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Method and Apparatus for URL Prefix Based Application Delegation

IP.com Disclosure Number: IPCOM000020597D
Original Publication Date: 2003-Dec-01
Included in the Prior Art Database: 2003-Dec-01
Document File: 3 page(s) / 119K

Publishing Venue

Motorola

Related People

Craig Janssen: AUTHOR [+3]

Abstract

Interaction with URL's via hyperlinks is the common usage of Web browser. However, hyperlink activations do not necessarily need to involve fetches of content from the network through the Web browser. Based on the address that the URL of the hyperlink refers to, responsibility for the hyperlink activation can be delegated to other applications on the client which may perform other processing besides network fetching. This delegation can be done by having individual client applications claim responsibility for various sections of the URL address space. This allows for various custom client applications to interact with different network servers, which are differentiated only by URL address, automatically through hyperlink activation using a single standard protocol.

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Method and Apparatus for URL Prefix Based Application Delegation

Craig Janssen, Michael Pearce, Yibing Song

Abstract:

Interaction with URL's via hyperlinks is the common usage of Web browser. However, hyperlink activations do not necessarily need to involve fetches of content from the network through the Web browser. Based on the address that the URL of the hyperlink refers to, responsibility for the hyperlink activation can be delegated to other applications on the client which may perform other processing besides network fetching. This delegation can be done by having individual client applications claim responsibility for various sections of the URL address space. This allows for various custom client applications to interact with different network servers, which are differentiated only by URL address, automatically through hyperlink activation using a single standard protocol.

Background:

Hyperlink activations in computing environments typically mean a standard Web Browser activation. The hyperlink activation originates from the Web Browser or some other hyperlink enabled application and the corresponding fetch of information is routed to the web browser. The web browser may choose to display the fetched data, invoke a helper mechanism ("plug-in") or perform some other type of processing. The action the browser takes is generally based upon the content type of the data fetched. This is true for the standard desktop computer interaction as well as typical small device, wireless interactions.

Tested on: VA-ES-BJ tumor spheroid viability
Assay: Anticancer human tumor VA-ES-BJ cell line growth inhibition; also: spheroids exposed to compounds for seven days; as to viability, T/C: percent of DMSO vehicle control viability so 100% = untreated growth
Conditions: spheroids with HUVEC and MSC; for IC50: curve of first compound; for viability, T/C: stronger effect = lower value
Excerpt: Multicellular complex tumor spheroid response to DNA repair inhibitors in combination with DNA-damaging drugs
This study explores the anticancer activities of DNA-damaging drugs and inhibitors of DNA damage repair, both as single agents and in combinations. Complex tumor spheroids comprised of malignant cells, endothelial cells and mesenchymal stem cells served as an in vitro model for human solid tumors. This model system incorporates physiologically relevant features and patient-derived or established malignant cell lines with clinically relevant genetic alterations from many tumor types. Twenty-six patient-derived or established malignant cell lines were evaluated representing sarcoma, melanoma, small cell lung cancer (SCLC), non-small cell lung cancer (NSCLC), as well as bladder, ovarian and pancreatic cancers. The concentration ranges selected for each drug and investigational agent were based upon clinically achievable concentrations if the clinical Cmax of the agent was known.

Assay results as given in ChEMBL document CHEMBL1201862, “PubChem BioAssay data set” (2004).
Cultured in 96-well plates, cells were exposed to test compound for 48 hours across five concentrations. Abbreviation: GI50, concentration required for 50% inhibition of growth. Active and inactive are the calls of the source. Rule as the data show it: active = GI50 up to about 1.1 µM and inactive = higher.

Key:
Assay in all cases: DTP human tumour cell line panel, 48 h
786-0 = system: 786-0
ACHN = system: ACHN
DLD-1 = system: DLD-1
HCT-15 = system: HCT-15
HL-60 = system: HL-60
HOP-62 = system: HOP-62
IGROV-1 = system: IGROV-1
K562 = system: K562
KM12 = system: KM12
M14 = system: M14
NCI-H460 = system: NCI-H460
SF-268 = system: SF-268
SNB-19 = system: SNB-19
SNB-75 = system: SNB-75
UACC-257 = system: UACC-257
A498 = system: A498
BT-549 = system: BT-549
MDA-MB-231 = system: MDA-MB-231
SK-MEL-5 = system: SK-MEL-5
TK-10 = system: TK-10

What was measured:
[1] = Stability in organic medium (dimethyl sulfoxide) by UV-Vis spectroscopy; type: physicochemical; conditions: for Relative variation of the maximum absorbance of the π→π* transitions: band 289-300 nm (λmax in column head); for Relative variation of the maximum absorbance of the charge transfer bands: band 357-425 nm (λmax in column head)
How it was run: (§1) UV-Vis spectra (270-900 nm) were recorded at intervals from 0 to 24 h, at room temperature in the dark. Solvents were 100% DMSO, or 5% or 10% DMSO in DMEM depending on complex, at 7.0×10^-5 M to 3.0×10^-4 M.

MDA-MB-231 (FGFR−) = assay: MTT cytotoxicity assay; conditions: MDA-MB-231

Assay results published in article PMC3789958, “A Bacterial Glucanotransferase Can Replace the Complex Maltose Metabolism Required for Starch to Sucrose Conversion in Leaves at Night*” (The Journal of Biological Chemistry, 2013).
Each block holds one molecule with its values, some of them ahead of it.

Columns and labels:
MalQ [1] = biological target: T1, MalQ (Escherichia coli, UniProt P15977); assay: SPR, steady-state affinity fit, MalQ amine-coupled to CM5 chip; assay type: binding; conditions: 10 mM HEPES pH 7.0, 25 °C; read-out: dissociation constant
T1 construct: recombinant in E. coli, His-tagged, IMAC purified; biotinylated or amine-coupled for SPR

This situation can be rather limiting, particularly for small, phone-like devices. On these devices, the browser is typically a single window application such that each new URL retrieved pushes the previous URL down on the stack URL accesses. This makes for a jerky, less than cohesive experience for the user.

Main Ideas:

A different approach to this is having hyperlink activations routed to different applications within the computing environment based upon the address of the URL being activated.

Consequently, depending upon the application, different processing may occur which may or may not include actual network fetches and is not dependent on the content type of any fetches that do occur.

Which application is selected to be target of the hyperlink activation is determined by a registry of applications within the computing environment. Each application will enter as many URL prefixes as it wishes to claim into this registry. In the likely event of multiple matches, the longest matching prefix is selected. This has the effect of giving preference to the application with the most specific URL registration. This effect can be used to register a catch-all application that has a very general prefix in the registry. In typical situations, this would be the standard web browser.

The difference between the existing and proposed hyperlink activations can be seen in the following diagrams (Figure 1 and Figure 2):

Figu...